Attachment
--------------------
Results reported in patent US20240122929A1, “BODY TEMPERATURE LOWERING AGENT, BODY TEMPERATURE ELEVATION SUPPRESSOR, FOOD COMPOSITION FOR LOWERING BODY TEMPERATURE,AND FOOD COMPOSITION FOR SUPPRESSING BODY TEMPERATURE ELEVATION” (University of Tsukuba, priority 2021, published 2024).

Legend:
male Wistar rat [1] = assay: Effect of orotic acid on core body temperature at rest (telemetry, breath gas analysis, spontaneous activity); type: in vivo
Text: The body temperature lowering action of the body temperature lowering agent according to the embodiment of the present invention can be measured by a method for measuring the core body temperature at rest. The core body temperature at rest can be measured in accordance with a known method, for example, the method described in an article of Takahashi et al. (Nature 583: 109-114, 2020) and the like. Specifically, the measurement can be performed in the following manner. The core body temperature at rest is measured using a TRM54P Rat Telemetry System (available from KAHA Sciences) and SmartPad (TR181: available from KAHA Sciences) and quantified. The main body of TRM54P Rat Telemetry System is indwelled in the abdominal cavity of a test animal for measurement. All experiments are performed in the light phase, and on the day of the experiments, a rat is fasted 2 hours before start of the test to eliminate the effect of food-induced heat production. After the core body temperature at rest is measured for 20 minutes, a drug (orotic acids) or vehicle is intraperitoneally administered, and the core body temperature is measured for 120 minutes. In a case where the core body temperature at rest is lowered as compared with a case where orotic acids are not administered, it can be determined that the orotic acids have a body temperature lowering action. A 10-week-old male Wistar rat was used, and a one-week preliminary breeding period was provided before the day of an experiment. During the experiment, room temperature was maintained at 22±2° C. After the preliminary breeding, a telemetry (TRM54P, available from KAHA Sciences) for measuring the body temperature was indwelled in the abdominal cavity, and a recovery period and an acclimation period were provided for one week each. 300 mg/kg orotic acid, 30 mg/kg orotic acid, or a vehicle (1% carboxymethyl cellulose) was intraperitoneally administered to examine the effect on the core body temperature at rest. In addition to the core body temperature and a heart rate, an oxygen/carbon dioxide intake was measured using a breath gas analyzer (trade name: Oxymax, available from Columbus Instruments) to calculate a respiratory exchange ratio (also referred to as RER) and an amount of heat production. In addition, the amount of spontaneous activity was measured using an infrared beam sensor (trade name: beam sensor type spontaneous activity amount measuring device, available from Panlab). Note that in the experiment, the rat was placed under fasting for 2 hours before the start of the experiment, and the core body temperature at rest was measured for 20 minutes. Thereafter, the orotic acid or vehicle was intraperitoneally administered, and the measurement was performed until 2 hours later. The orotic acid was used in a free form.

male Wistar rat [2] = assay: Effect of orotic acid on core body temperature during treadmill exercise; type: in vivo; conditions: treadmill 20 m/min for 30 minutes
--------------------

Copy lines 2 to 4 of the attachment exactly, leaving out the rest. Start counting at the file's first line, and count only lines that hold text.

Legend:
male Wistar rat [1] = assay: Effect of orotic acid on core body temperature at rest (telemetry, breath gas analysis, spontaneous activity); type: in vivo
Text: The body temperature lowering action of the body temperature lowering agent according to the embodiment of the present invention can be measured by a method for measuring the core body temperature at rest. The core body temperature at rest can be measured in accordance with a known method, for example, the method described in an article of Takahashi et al. (Nature 583: 109-114, 2020) and the like. Specifically, the measurement can be performed in the following manner. The core body temperature at rest is measured using a TRM54P Rat Telemetry System (available from KAHA Sciences) and SmartPad (TR181: available from KAHA Sciences) and quantified. The main body of TRM54P Rat Telemetry System is indwelled in the abdominal cavity of a test animal for measurement. All experiments are performed in the light phase, and on the day of the experiments, a rat is fasted 2 hours before start of the test to eliminate the effect of food-induced heat production. After the core body temperature at rest is measured for 20 minutes, a drug (orotic acids) or vehicle is intraperitoneally administered, and the core body temperature is measured for 120 minutes. In a case where the core body temperature at rest is lowered as compared with a case where orotic acids are not administered, it can be determined that the orotic acids have a body temperature lowering action. A 10-week-old male Wistar rat was used, and a one-week preliminary breeding period was provided before the day of an experiment. During the experiment, room temperature was maintained at 22±2° C. After the preliminary breeding, a telemetry (TRM54P, available from KAHA Sciences) for measuring the body temperature was indwelled in the abdominal cavity, and a recovery period and an acclimation period were provided for one week each. 300 mg/kg orotic acid, 30 mg/kg orotic acid, or a vehicle (1% carboxymethyl cellulose) was intraperitoneally administered to examine the effect on the core body temperature at rest. In addition to the core body temperature and a heart rate, an oxygen/carbon dioxide intake was measured using a breath gas analyzer (trade name: Oxymax, available from Columbus Instruments) to calculate a respiratory exchange ratio (also referred to as RER) and an amount of heat production. In addition, the amount of spontaneous activity was measured using an infrared beam sensor (trade name: beam sensor type spontaneous activity amount measuring device, available from Panlab). Note that in the experiment, the rat was placed under fasting for 2 hours before the start of the experiment, and the core body temperature at rest was measured for 20 minutes. Thereafter, the orotic acid or vehicle was intraperitoneally administered, and the measurement was performed until 2 hours later. The orotic acid was used in a free form.